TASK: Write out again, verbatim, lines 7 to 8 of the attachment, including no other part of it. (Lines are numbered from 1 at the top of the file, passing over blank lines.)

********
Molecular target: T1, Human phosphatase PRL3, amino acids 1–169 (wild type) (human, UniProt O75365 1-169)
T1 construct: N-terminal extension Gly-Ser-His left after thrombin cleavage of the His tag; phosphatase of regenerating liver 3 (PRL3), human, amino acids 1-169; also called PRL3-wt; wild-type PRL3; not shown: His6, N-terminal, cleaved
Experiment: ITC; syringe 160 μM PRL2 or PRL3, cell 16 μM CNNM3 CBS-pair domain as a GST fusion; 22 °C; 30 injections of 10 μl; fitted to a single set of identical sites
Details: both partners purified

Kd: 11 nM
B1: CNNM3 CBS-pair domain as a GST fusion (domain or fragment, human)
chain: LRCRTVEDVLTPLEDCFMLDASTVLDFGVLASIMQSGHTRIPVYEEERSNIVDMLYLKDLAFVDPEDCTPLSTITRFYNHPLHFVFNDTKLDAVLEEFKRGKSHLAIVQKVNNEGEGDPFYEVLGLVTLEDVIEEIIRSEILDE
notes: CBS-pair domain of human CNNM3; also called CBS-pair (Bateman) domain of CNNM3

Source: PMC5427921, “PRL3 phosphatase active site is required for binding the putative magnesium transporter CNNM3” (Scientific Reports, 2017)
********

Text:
chain: LRCRTVEDVLTPLEDCFMLDASTVLDFGVLASIMQSGHTRIPVYEEERSNIVDMLYLKDLAFVDPEDCTPLSTITRFYNHPLHFVFNDTKLDAVLEEFKRGKSHLAIVQKVNNEGEGDPFYEVLGLVTLEDVIEEIIRSEILDE
notes: CBS-pair domain of human CNNM3; also called CBS-pair (Bateman) domain of CNNM3